Patricia Bays Haroski registered “National Boss’ Day” with the U.S. Chamber of Commerce in 1958. She was working as a secretary for her father at State Farm Insurance Company in Deerfield, Illinois at the time and chose October 16 to symbolize this recognition initiative in light of that being her father’s birthday. Her purpose behind wanting to dedicate a special day in the workplace was not only to show a level of appreciation that she felt her bosses deserved, but was also intended to be a strategy for improving intra-office relationships between managers and their employees. Haroski believed that junior employees may not understand the hard work and dedication that supervisors put into efforts going on behind the scenes (and the challenges they face in doing so). Four years later, in 1962, Illinois Governor Otto Kerner backed Haroski’s registration and officially proclaimed October 16th National ‘Boss’ Day.
Great leaders are made, not born. I am immensely grateful for the bosses I’ve had who put me in situations which allowed me to gain confidence from achieving success; that said, I have an equal — albeit different — appreciation for the bosses I’ve had that let me stumble (and perhaps fall flat on my face) because, in all actuality, learning how to get back up and keep going after a challenging situation is a “success” lesson in-and-of itself.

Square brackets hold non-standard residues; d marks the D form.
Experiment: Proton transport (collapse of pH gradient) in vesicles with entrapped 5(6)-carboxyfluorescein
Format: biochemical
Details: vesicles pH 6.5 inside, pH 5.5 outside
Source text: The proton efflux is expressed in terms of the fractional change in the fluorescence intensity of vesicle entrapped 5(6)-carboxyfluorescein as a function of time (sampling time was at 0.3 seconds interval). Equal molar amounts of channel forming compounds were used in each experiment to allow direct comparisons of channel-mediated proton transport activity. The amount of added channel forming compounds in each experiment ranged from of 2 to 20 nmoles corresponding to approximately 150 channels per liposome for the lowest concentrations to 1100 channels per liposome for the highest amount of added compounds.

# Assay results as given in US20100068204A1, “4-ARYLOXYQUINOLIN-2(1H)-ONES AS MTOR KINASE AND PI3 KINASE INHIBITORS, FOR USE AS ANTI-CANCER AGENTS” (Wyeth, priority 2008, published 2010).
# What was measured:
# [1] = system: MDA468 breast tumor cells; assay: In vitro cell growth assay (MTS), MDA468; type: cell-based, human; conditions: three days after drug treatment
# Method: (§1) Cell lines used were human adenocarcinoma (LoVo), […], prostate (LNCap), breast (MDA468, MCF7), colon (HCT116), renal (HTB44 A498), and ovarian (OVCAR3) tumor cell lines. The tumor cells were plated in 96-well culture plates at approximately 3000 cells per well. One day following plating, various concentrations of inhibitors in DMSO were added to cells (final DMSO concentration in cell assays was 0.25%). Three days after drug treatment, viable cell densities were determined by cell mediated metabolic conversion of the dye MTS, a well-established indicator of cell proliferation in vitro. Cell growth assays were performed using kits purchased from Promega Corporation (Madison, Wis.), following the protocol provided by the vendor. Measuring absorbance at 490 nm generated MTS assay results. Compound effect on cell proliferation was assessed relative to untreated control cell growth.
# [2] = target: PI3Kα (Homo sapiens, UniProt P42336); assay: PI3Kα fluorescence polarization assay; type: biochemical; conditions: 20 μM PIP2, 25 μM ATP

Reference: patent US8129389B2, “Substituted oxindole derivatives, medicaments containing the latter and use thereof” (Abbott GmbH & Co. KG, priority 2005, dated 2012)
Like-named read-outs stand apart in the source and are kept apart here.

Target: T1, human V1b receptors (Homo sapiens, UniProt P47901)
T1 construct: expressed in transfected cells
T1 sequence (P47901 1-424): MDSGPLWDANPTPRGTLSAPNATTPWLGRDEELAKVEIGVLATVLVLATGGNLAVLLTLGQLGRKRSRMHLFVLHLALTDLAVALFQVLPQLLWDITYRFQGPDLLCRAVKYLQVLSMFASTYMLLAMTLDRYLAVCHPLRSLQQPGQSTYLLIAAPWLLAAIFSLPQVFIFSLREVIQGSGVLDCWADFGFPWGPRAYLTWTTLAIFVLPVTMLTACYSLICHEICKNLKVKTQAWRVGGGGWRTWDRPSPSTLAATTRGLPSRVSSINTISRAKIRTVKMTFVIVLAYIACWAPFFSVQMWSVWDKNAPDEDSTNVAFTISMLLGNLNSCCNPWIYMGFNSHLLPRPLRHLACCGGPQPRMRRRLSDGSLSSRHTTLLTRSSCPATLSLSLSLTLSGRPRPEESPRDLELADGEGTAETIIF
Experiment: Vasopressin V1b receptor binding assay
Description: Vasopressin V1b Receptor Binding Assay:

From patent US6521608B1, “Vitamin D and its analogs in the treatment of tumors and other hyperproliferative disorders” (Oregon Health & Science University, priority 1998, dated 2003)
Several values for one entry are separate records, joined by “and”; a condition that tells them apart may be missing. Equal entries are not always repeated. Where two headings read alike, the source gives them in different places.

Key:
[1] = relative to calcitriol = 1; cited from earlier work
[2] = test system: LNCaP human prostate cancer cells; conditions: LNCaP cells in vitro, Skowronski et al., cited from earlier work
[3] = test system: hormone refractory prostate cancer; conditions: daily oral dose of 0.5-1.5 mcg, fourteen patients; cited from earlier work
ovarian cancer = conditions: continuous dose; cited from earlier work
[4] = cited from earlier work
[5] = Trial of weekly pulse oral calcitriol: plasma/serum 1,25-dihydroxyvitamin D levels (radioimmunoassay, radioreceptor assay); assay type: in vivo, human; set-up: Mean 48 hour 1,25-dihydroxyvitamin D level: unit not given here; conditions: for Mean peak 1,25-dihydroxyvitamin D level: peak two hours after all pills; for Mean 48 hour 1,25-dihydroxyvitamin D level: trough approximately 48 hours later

Dennis A. Peer highlighted an excellent way of categorizing good bosses from bad ones in saying that a true measure of leadership is indicated by the caliber of people who choose to follow them. By that measure, I must be doing something right.
After a 12+ day at the office today, I was completely smitten to receive a text this evening from one of my employees containing this:
My team doesn’t work for me… it’s actually MY job to work for them — to give them the resources and tools they need to execute their duties, to facilitate opportunities for them [much like those that have been afforded to me], and (most importantly) to never let them forget how much I support and value what they contribute towards our collective goals and mission.
Whether you are a boss at work, a boss at home, or maybe both — I encourage you to applaud yourself this evening. If for nothing else, consider doing it because you deserve credit for ‘managing’ how you chose to embrace the gift of life you were lucky enough to be *scheduled* for today.